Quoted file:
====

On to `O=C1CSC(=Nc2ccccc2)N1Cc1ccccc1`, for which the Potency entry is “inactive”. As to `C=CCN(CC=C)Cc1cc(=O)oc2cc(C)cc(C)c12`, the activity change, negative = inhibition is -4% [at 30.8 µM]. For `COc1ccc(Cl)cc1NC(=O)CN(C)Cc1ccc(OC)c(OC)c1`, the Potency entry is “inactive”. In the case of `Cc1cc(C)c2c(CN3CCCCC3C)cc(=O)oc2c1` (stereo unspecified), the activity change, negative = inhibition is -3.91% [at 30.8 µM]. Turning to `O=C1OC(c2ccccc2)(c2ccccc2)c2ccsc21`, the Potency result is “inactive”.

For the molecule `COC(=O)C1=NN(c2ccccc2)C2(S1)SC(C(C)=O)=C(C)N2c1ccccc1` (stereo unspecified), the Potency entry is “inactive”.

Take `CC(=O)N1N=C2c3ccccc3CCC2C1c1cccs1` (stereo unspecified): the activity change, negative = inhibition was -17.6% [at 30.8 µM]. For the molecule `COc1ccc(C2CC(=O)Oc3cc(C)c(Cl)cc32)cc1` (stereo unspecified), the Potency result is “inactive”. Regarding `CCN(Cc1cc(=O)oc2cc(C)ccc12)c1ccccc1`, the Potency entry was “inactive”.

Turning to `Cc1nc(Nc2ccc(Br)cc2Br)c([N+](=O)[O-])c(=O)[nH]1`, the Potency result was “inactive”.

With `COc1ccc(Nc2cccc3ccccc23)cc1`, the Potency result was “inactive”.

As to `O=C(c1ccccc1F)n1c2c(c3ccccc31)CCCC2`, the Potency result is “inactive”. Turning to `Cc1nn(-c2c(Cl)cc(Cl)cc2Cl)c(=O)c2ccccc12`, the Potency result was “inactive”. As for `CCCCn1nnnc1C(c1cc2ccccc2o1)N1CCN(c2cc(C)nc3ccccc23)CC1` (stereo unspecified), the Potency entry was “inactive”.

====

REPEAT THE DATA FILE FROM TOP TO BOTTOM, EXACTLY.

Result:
On to `O=C1CSC(=Nc2ccccc2)N1Cc1ccccc1`, for which the Potency entry is “inactive”. As to `C=CCN(CC=C)Cc1cc(=O)oc2cc(C)cc(C)c12`, the activity change, negative = inhibition is -4% [at 30.8 µM]. For `COc1ccc(Cl)cc1NC(=O)CN(C)Cc1ccc(OC)c(OC)c1`, the Potency entry is “inactive”. In the case of `Cc1cc(C)c2c(CN3CCCCC3C)cc(=O)oc2c1` (stereo unspecified), the activity change, negative = inhibition is -3.91% [at 30.8 µM]. Turning to `O=C1OC(c2ccccc2)(c2ccccc2)c2ccsc21`, the Potency result is “inactive”.

For the molecule `COC(=O)C1=NN(c2ccccc2)C2(S1)SC(C(C)=O)=C(C)N2c1ccccc1` (stereo unspecified), the Potency entry is “inactive”.

Take `CC(=O)N1N=C2c3ccccc3CCC2C1c1cccs1` (stereo unspecified): the activity change, negative = inhibition was -17.6% [at 30.8 µM]. For the molecule `COc1ccc(C2CC(=O)Oc3cc(C)c(Cl)cc32)cc1` (stereo unspecified), the Potency result is “inactive”. Regarding `CCN(Cc1cc(=O)oc2cc(C)ccc12)c1ccccc1`, the Potency entry was “inactive”.

Turning to `Cc1nc(Nc2ccc(Br)cc2Br)c([N+](=O)[O-])c(=O)[nH]1`, the Potency result was “inactive”.

With `COc1ccc(Nc2cccc3ccccc23)cc1`, the Potency result was “inactive”.

As to `O=C(c1ccccc1F)n1c2c(c3ccccc31)CCCC2`, the Potency result is “inactive”. Turning to `Cc1nn(-c2c(Cl)cc(Cl)cc2Cl)c(=O)c2ccccc12`, the Potency result was “inactive”. As for `CCCCn1nnnc1C(c1cc2ccccc2o1)N1CCN(c2cc(C)nc3ccccc23)CC1` (stereo unspecified), the Potency entry was “inactive”.